(L to R): Yusuke Hasegawa (JPN) Head of Honda F1 Programme with Eric Boullier (FRA) McLaren Racing Director.


McLaren: As a dear friend from Sky Sports, Craig Slater terms it ‘The Hoxit’ (Honda’s exit from McLaren), is being seen as sure possibility for next year. While Williams and Force India might not welcome the deal, as McLaren slipping down in performance is the very reason they are up in fourth or fifth. But that doesn’t stop the board at the Mercedes engines department form wanting to supply another team. According Toto he is not getting involved in the McLaren-Honda divorce or ‘Hoxit’ but they are going to need a sure answer from McLaren soon to know the number of Power Units and supply train that need to be produced for the following year.  Given the fact that dead-line is near, one can expect an announcement from the Woking squad very soon, which will lead to a rippled effect with Alonso’s decision, the driver market, etc.

(L to R): Sergio Perez (MEX) Sahara Force India F1; Lutz Huebner, BWT Marketing Chief; Otmar Szafnauer (USA) Sahara Force India F1 Chief Operating Officer; and Esteban Ocon (FRA) Sahara Force India F1 Team. Photo courtesy : XPB images

Force India –  At a session on Friday with Otmar Szafauneur, we asked him about Force India and the possible name change, From what Otmar said that it does make it complicating for the team to have a country in its name. At the inception of this team it was named Force India, keeping in mind a potential Indian GP and to attract Indian companies/corporate sponsors aboard. However, with the GP gone and sponsors in India losing interest in F1, it makes more sense to have a name with wider marketability without a countries name restricting its reach. Therefore what we understand is that the team will be taking till the end of the year to decide on a name that can remain unchanged for a further 10 years. From where I see it, given Vijay Mallya’s condition and that fact they might be up for sale, a new name will be a result of a new buyer coming board and not before. If they want a name change that would be the right time to do it, which is when they sell of the team, IF the talk about them wanting to sell is accurate.We also hear the proposed name might be ‘Force One’ as thats is one of the names that is up for registration, according to a report by motorsport.com. Nevertheless one can only way to hear what it finally becomes.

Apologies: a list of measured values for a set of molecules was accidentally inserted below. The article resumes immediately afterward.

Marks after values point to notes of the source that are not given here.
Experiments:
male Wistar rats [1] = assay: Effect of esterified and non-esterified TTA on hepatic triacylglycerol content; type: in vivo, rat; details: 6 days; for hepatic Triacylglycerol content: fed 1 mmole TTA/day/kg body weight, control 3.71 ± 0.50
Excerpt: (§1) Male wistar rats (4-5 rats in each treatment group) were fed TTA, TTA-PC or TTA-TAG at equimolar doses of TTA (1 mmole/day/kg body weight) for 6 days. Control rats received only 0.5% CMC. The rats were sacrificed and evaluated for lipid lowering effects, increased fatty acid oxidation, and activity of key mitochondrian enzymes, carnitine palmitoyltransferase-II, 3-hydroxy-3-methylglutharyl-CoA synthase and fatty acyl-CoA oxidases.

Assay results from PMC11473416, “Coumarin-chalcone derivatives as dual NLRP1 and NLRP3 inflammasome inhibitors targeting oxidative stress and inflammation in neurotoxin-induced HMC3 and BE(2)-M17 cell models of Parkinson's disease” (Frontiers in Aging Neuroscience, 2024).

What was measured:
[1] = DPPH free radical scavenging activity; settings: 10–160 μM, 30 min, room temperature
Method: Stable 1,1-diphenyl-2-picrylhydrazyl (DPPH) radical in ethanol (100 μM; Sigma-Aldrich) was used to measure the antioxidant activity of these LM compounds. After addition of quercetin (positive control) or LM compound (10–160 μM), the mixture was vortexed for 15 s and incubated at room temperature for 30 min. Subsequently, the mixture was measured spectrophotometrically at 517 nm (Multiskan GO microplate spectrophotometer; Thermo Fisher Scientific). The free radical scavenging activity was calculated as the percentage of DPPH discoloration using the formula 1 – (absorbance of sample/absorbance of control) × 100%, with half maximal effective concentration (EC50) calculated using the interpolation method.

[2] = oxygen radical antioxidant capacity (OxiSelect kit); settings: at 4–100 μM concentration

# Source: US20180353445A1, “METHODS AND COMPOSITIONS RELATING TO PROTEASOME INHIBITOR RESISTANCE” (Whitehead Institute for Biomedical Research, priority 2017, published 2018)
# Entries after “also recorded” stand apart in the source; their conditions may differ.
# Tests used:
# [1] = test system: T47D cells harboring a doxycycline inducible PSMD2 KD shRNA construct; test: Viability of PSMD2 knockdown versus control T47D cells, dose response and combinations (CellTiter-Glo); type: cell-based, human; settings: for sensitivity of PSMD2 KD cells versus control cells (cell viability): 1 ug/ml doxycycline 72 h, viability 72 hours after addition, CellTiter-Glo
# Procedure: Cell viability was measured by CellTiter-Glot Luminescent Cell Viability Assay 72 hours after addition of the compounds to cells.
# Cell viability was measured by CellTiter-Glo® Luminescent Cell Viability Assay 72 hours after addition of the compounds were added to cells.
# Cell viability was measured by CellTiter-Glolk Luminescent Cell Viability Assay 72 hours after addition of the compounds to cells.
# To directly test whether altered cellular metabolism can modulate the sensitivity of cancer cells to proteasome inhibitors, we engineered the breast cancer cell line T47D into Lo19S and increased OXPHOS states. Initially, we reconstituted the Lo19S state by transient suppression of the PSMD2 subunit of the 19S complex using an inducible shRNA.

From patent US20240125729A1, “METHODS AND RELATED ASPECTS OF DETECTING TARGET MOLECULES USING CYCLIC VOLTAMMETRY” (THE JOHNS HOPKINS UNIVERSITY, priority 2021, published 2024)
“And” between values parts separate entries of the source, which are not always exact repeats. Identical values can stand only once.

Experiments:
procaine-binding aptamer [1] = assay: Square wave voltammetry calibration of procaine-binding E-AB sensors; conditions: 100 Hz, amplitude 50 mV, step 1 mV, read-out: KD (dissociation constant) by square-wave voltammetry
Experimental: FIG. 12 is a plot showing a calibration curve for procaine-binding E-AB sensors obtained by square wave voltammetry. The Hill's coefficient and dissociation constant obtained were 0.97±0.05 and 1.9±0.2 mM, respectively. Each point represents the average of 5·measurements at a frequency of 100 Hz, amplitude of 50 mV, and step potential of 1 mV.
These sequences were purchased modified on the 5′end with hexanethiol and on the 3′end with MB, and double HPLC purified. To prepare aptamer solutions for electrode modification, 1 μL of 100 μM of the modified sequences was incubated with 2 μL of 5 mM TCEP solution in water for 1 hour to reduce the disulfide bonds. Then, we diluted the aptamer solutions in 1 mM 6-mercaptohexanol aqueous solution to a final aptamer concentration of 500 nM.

Vettel’s punishment- 

The incident unfolded with a 10-second stop and go penalty that cost Sebastian Vettel his chances of chasing a podium. However that was not enough for Lewis Hamilton since he had to pit to fix a lose head rest. Despite the penalty Sebastian emerged ahead of Lewis, leaving him still in lead of the championship. What happened in the race has been viewed a multiple times by now, and yes it was a silly move by Sebastian. But many like Martin Brundle, Mark Hughes, Kevin Eason, to Jenson Button have come out saying the equivalent of he was penalised, race is over, lets move on. However a certain parts of the British media and fans feel Vettel should have been black flagged or should get a one race ban. Well honestly, there have been worse incidents in previous years, last year for instance the penalties were too inconsistent and nobody created a furore. When Max Verstappen (one out of the many) pulled a dangerous move over Kimi Raikkonen, there was never such a huge outrage. The best is they are all singing Hamilton’s song of ‘bad example’ for young drivers and kids. Where were these examples last season, least of all junior drivers have been moe demotivated by the path to F1 taken by Max or Lance Stroll then by mere incidents like these. Its strange how Lewis hates the media on one day and can use them to his advantage on the other. Both are exceptional drivers, I personally feel the matter is over and we all move on. And for all you know there have been phone calls now between them and they kiss and makeup by the next race after drivers briefing, and the media roar is worthless.